Saturday links: legal thinking

The weekend is a great time to catch up on some long form items that we passed up on during the week. Thanks for checking in.

Decision making

How legal training can make you a better investor.  (Above the Market)

The case for systematic decision making.  (Turnkey Analyst)

A dozen things learned from James Montier on investing.  (25iq)

Investing

Just how smart is your smart beta strategy?  (Research Affiliates via TRB)

Why bond returns matter to the 60/40 portfolio.  (Blackrock Blog)

On the application of cyclically adjusted valuation measures to individual stocks.  (Optimal Momentum, SSRN)

The more analyst coverage a company has the less innovative it becomes.  (Quartz)

Scale and skill in active management by Pastor, Stambaugh and Taylor.  (SSRN)

Personal finance

A closer look at Dave Ramsey’s iffy investment advice.  (Felix Salmon, ibid)

Three reasons why the financial planning industry sucks.  (Pete the Planner)

Economics

How the economic machine works (in 30 minutes).  (Economic Principles)

Markets don’t just aggregate information, but also “fundamentally irreconcilable perspectives.”  (Rajiv Sethi)

The long term trends point toward more renters than home buyers in the US.  (FT)

Business

Can McKinsey & Co. stay on top of the rapidly changing management consulting heap?  (Economist)

Americans are making toilets again.   (WSJ)

Nissan’s strategy to build self-driving cars.  (ReadWrite)

Technology

Expect more stories like this: robots are taking anesthesiologist jobs.  (WSJ)

The internet kills middlemen: now VCs.  (GigaOM)

Inside the Apple Store.  (McSweeney’s)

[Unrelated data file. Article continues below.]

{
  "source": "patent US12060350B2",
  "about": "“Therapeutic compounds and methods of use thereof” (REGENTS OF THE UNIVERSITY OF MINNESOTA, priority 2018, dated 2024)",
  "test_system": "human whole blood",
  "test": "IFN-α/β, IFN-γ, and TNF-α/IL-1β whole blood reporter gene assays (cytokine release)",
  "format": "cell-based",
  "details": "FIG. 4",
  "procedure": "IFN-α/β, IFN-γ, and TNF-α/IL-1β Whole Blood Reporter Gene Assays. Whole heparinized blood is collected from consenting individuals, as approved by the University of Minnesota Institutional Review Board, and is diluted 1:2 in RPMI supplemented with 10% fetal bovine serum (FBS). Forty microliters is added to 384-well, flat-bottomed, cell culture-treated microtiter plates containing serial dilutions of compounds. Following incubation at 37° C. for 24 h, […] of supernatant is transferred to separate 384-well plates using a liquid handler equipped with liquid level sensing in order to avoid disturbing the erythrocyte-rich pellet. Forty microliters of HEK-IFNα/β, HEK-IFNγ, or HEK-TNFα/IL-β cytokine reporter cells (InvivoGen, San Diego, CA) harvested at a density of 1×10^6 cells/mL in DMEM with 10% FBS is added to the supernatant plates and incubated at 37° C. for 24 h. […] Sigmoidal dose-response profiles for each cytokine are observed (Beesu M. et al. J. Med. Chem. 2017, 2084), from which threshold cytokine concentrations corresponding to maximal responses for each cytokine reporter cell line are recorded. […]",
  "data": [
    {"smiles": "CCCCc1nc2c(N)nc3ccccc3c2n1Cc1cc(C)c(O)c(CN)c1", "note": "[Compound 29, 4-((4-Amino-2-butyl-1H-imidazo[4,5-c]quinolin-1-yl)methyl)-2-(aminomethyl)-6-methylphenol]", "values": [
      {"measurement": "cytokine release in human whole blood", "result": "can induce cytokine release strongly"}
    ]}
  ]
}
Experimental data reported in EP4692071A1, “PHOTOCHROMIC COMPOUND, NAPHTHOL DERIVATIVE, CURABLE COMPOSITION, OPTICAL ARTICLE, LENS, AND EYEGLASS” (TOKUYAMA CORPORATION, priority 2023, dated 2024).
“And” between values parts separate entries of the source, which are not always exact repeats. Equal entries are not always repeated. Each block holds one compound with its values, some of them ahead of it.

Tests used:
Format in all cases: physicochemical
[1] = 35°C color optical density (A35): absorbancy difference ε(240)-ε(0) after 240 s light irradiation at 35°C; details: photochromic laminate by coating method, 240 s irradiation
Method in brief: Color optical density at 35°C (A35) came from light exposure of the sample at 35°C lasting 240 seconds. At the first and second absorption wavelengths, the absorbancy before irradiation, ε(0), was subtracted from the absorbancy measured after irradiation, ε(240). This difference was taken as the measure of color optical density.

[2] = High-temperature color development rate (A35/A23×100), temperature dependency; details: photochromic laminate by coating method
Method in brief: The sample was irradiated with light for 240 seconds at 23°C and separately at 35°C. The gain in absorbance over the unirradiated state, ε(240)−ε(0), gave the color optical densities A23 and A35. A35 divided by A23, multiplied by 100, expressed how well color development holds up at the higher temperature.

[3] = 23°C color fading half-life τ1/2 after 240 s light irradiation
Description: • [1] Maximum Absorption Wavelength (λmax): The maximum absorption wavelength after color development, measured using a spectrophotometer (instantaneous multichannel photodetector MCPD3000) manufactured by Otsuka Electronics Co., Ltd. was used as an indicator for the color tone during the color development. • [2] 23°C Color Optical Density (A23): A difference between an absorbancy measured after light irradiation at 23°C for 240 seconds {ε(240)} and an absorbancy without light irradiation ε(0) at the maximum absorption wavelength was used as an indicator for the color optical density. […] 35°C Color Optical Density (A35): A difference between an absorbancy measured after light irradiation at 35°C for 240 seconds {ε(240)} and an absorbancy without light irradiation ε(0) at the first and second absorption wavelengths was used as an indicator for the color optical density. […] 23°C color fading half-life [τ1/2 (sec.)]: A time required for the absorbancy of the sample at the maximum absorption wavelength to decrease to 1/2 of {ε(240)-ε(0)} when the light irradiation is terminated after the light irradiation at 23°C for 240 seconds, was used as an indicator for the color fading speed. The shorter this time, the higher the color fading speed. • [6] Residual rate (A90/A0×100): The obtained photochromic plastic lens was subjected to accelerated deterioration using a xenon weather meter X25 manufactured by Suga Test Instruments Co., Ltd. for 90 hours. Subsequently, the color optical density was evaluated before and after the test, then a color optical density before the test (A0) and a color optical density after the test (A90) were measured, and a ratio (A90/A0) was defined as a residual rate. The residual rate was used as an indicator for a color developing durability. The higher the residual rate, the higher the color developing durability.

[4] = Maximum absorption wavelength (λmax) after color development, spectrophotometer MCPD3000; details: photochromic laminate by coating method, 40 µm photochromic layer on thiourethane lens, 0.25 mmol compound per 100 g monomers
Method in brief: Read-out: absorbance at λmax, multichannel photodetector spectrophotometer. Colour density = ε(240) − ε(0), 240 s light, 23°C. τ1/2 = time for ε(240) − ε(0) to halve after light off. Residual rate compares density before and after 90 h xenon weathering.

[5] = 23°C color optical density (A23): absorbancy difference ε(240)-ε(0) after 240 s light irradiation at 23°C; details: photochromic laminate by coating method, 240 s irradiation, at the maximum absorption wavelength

Science

Why we like sad music.  (NYTimes)

Married people do better when cancer strikes.  (Harvard)

Beer

Behold the surge in craft brewers in America.  (Carpe Diem)

Signs the craft beer craze has gone mainstream.  (Time)

Food

How dieting affects our mental bandwidth.  (NYTimes)

How Popeye’s went upscale.  (Wonkblog)

Farmed salmon isn’t as bad as it used to be.  (WashingtonPost)

Society

Applications to MBA programs are on the uptick.  (WSJ)

Are colleges providing value to their graduates?  (Priceonomics Blog)

Grit trumps talent.  (WSJ)

Sports

Is it okay to watch football?  (New Yorker)

The student section at college football games are sitting empty.  (WSJ)

The NFL is one of the most heavily subsidized industries in America.  (The Atlantic)

Entertainment

Dazed and Confused is twenty years old.  (The Daily Beast)

What Breaking Bad teaches us about modern business.  (Economist)

Earlier on Abnormal Returns

What you may have missed in our Friday linkfest.  (Abnormal Returns)

Books

An excerpt from Daniel Alpert’s The Age of Oversupply: Overcoming the Greatest Challenge to the Global Economy.  (Business Insider)

An excerpt from The Firm: The Story of McKinsey and Its Secret Influence on American Business by Duff McDonald(CNBC)

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  • Tadas ViskantaAbnormal Returns has over its seven-year life become a fixture in the financial blogosphere. Over thousands of posts we have striven to bring the best of the financial blogosphere to readers. In that time the idea of a “forecast-free investment blog” remains as useful as it did six years ago. More »

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